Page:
Accusations spread of Dem misinformation campaigns on Facebook, as tables turn
Facebook is under fire again, the social media company is receiving backlash over reports of a private messaging breach
Tech analyst Ian Wishingrad weighs in on the latest Facebook breach.
Democrats are grappling with a growing number of accusations that party activists used Facebook in recent elections to spread misinformation, even as the party expresses outrage over Russia’s use of social media to harm Hillary Clinton’s chances in the 2016 presidential election.
Recent news reports have revealed two so-called “false flag” operations by Democrats during the Alabama Senate special election in 2017, where Democrat Doug Jones defeated embattled Republican nominee Roy Moore.
This week, The Washington Post also reported that Facebook is now looking into whether a liberal group bankrolled by a Democratic billionaire involved in the operations in Alabama also violated the social media network’s policies with misinformation in the 2018 midterm elections.
Conservatives argue the irony is rich.
"It was exactly the kind of operation they say that Trump and the Russians cooperated in to defeat Hillary," radio talker Rush Limbaugh said on his show Monday.
After December's revelation of the first false flag operation in Alabama, liberal billionaire and LinkedIn co-founder Reid Hoffman, who gave $100,000 to the cause, later apologized for his contributions and said he wasn't aware of what the group was doing.
But Facebook is now also probing whether another organization funded by Hoffman, News for Democracy, produced content that misled people about its origin.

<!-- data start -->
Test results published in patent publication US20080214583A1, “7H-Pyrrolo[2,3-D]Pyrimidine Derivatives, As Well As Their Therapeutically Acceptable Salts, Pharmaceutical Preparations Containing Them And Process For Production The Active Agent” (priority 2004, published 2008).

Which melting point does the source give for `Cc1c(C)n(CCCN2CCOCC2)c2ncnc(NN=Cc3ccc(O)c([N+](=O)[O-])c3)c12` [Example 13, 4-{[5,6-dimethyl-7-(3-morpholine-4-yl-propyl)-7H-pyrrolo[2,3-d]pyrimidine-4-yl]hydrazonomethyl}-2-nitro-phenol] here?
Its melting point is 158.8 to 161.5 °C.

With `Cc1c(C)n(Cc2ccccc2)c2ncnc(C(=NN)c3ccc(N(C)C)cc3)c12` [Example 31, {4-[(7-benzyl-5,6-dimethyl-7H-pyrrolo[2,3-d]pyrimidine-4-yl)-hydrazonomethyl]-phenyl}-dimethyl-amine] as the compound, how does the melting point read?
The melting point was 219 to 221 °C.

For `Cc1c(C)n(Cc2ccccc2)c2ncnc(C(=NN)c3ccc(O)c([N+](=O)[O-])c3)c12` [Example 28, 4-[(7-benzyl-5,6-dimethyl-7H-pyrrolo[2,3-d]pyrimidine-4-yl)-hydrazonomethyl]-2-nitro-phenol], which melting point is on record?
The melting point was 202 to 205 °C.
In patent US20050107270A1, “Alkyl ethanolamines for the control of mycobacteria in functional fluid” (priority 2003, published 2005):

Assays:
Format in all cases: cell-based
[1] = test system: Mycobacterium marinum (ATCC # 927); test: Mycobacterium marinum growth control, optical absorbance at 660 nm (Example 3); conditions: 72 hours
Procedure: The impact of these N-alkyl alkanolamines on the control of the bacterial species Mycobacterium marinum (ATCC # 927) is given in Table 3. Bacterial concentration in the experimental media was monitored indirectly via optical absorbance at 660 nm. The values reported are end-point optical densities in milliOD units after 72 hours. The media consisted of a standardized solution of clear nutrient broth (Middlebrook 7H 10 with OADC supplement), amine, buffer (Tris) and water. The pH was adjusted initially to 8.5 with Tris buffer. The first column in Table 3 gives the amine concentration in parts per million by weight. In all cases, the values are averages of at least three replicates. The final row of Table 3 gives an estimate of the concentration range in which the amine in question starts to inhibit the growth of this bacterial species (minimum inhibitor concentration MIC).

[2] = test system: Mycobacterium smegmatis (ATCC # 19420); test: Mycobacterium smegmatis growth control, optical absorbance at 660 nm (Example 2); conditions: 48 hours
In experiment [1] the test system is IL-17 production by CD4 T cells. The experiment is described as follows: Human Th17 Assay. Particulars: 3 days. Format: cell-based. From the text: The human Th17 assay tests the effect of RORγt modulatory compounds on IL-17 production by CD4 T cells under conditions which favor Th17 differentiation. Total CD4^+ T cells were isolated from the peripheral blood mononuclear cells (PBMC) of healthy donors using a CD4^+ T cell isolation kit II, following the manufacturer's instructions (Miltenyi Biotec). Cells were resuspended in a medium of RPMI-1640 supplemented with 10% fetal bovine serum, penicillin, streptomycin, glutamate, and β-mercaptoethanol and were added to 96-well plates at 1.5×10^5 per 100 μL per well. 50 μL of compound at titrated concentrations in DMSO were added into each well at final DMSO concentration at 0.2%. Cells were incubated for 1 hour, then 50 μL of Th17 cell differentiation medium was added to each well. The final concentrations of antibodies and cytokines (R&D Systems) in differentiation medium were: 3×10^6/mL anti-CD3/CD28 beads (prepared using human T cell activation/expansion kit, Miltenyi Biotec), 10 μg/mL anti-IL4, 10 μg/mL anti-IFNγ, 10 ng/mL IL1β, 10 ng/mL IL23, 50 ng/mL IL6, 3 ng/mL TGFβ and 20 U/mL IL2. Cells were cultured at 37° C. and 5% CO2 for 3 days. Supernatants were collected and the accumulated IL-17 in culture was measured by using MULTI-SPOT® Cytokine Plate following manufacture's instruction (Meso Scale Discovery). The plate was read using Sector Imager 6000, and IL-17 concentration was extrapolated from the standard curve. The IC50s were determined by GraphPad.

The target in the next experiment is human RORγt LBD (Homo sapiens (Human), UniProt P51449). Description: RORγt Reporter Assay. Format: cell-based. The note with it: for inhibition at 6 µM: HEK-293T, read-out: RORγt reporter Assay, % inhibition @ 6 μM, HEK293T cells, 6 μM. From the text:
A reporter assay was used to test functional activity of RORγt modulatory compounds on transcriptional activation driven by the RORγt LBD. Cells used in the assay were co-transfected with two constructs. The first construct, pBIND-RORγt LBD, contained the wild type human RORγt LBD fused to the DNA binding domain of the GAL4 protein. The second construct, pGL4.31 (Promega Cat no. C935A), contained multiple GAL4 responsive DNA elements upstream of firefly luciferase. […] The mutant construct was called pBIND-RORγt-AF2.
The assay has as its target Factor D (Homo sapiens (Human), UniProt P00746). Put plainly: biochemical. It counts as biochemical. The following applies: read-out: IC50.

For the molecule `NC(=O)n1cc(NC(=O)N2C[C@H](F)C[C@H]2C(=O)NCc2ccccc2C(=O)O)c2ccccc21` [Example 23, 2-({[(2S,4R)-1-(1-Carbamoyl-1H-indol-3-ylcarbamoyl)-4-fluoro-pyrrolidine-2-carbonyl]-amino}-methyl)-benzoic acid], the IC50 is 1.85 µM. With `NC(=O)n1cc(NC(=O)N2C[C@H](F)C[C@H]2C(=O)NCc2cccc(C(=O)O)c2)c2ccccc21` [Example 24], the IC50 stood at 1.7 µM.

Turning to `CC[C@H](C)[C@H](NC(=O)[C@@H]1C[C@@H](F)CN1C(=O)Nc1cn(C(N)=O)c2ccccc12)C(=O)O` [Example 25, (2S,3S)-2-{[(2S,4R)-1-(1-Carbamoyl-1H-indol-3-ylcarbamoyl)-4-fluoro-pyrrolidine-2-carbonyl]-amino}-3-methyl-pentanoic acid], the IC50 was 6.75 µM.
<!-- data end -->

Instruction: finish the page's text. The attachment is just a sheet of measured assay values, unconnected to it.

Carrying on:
“People connecting with [pages] shouldn’t be misled about who’s behind them,” Facebook spokesman Matt Steinfeld told The Washington Post. “Just as we’ve stepped up our enforcement of coordinated inauthentic behavior and financially motivated spam over the past year, we’ll continue improving so people can get more information about the pages they follow.”
The Washington Post reported that the organization ran ads targeting conservative voters in bids to help Texas Democratic Senate candidate Beto O’Rourke and hurt Tennessee Republican Senate candidate Marsha Blackburn. O’Rourke lost his race, while Blackburn won.
As for the Alabama race, a New York Times story revealed Monday that Democratic activists in 2017 created a Facebook page that gave the false impression that it was the work of Baptist teetotalers supporting Moore in the Alabama contest. That “Dry Alabama” Facebook page – which called for outlawing alcohol in the state – intended to alienate pro-business, moderate Republicans from Moore, the paper reported.
Democrats reportedly saw an opportunity to win that race after Moore was hit with allegations of past inappropriate sexual conduct with teenage girls. Jones went on to win the race.
In December, The New York Times also reported that Democratic operatives, backed by Hoffman, created thousands of fake Russian accounts to give an impression the Russian government was supporting Moore. The secret project was carried out on Facebook and Twitter. After that revelation, Jones said he was "outraged" over the report and called for a federal investigation into the project.
The New York Times identified a progressive activist named Matt Osborne as one of the people behind the “Dry Alabama” effort. The story said he defended the tactics, accusing Republicans of doing similar things, though also said he’d like to see it banned in politics one day.
“If you don’t do it, you’re fighting with one hand tied behind your back,” Osborne told the paper. “You have a moral imperative to do this — to do whatever it takes.”
The New York Times reported that both of the false flag operations each received $100,000 and were funneled by the same progressive group called “Investing in Us.”
Fox News’ Lukas Mikelionis contributed to this report.